3D voxel segmentation. After detecting the instances for all objects, a 3D voxel segmentation model utilizing full voxel annotation for a small fraction of the instances is used to segment all instances. The corresponding feature maps are cropped from the feature layers of the backbone. To make the detected objects of different sizes share the same segmentation parameters, we extend the RoIAlign design from 2D to a 3D version. All cropped features are aligned to size , where is the RoIAlign size and is the channel number of the feature maps. For each sampling point, we first find the 8 nearest neighbor points on the feature maps, and then apply trilinear interpolation to the 8 neighbor points to calculate the value of the sampling point. Then up-convolutional layers are applied to all aligned features for segmenting all the detected instances. To make the model utilize the information from different layers, our 3D RoIAlign is applied to two different layers from the backbone, and the feature maps are concatenated as the final feature maps for 3D RoIAlign. (Fig. 2).
Since full annotation methods can be impractical for 3D instance segmentation, our model needs full voxel annotation only for a small fraction of the instances. We add a mask-weight layer before calculating the loss for the voxel masks. Although the model segments all instances (no matter there is corresponding voxel annotation or not), it conducts back-propagation only for those instances having voxel mask annotation (Fig. 3). We add a mask weight layer to set the loss to 0 for these instances without voxel annotation; by this means, only the instances with full voxel annotation contribute to the voxel segmentation model, and all other instances do not affect the voxel segmentation model. The loss for the mask is the average binary cross-entropy loss. The loss for the whole task is . Experimental results show that, by adding the mask-weight layer, our 3D segmentation model can segment all detected instances utilizing full voxel annotation for only a small fraction of instances.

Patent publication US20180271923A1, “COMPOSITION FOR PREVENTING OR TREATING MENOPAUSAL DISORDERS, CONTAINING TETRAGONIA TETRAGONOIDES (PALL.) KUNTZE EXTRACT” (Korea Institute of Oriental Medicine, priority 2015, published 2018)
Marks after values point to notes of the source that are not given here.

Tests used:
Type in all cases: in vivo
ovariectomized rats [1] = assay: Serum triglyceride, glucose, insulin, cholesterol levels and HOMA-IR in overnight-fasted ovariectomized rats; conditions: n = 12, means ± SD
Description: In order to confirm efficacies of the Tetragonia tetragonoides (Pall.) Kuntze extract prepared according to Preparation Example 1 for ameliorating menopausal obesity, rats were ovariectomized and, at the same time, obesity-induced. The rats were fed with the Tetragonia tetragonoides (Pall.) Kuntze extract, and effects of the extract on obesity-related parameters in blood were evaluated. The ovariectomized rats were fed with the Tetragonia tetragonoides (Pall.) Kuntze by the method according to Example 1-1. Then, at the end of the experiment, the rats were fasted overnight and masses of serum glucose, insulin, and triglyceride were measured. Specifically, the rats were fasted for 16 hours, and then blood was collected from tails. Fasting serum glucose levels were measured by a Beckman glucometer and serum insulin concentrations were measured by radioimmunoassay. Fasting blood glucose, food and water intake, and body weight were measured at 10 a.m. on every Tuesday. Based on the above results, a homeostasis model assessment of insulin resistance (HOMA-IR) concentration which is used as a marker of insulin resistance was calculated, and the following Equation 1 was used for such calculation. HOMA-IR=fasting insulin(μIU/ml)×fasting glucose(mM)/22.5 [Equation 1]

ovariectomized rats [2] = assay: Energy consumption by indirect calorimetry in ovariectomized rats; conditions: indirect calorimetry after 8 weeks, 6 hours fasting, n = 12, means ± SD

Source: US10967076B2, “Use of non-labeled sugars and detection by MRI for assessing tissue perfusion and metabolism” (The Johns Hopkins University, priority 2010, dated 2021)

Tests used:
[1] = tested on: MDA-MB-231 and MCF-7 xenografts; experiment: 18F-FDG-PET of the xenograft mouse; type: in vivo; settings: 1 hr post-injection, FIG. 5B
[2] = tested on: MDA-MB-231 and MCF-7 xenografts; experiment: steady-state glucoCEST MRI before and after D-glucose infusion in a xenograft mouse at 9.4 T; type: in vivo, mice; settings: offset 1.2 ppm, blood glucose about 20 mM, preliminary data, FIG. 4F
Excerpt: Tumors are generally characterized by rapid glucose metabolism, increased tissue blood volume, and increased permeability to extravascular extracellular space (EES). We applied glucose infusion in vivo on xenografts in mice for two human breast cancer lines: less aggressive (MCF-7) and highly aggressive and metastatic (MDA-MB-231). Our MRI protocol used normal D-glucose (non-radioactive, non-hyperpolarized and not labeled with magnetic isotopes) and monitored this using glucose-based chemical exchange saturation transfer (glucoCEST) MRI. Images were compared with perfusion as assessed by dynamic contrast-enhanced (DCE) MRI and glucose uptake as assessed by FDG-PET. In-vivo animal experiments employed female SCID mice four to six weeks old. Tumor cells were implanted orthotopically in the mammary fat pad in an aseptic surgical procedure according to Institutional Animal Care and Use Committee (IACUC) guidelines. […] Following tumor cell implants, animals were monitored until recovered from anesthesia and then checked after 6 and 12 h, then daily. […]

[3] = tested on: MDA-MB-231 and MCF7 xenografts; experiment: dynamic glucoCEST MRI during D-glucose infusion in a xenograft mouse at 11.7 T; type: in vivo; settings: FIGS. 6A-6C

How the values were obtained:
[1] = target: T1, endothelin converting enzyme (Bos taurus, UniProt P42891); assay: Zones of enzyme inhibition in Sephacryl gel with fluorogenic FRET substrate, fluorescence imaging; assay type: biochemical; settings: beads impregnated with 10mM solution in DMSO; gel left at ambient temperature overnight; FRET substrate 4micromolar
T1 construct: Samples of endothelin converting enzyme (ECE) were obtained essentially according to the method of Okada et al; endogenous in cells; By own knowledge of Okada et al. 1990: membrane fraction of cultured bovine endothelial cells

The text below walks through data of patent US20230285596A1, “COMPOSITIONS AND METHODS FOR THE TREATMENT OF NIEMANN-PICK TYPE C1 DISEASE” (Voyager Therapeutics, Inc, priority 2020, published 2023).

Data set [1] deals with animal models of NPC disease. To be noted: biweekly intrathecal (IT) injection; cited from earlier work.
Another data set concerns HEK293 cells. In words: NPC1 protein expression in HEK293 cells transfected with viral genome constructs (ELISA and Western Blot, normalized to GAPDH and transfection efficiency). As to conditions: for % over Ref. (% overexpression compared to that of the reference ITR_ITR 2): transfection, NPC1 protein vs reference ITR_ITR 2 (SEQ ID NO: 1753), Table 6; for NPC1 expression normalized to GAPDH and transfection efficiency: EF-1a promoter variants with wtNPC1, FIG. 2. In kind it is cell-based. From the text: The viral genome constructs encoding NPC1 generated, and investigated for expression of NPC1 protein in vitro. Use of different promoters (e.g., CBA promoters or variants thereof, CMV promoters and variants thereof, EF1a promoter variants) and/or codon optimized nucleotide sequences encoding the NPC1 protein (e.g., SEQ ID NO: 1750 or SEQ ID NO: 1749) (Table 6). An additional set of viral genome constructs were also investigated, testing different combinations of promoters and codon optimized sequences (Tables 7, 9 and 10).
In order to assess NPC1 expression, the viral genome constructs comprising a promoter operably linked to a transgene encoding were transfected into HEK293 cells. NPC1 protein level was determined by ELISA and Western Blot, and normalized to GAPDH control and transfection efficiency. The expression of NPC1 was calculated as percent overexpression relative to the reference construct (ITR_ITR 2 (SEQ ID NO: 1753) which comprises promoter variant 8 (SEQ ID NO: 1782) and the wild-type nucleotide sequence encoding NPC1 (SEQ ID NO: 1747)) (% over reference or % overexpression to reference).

3 Experiments and Results
We evaluate our 3D instance segmentation model and our weak annotation method on three biomedical image datasets: nuclei of HL60 cells , microglia cells (in-house), and C.elegans developing embryos . For nuclei of HL60 cells and C.elegans developing embryos, our objective is different from the original challenge; we only use the data with ground-truth labels as both the training data and test data. We evaluate both the instance detection and instance segmentation performance on the nuclei of HL60 cells and microglia cells. Due to lack of full voxel annotation for the C.elegans embryo dataset, we only evaluate the instance detection performance on this dataset. Based on our experiments, it takes about 15GB GPU memory during training when a batch contains 4 stacks of size each. During testing, a stack of size containing 20 instances takes about 10 seconds on an NVIDIA Tesla P100 GPU.
Nuclei of HL60 cells and microglia cells. Both these two datasets have full voxel annotation for all instances. For these two datasets, the time for an expert to label all the voxels of a cell is about 30 times of that for labeling a 3D bounding box of the cell according to our annotation time statistics. The dataset of HL60 cells has two groups of data: 150 stacks for the 1st group, and 80 stacks for the 2nd group. We use stacks from the 1st group and stacks from the 2nd group as the training data (13 stacks in total), and use stacks from the 1st group and stacks from the 2nd group as the test data (100 stacks in total). For microglia cell images, we use 10 stacks of the 14 total stacks as training data, and the other 4 stacks as test data. For both the datasets, the number of classes is 2.
To evaluate our 3D voxel segmentation model utilizing full voxel annotation for a small fraction of the instances, for the HL60 cells images, we randomly choose of the cells from each stack as the instances with full voxel masks, and for microglia cells. All the instances have box annotation.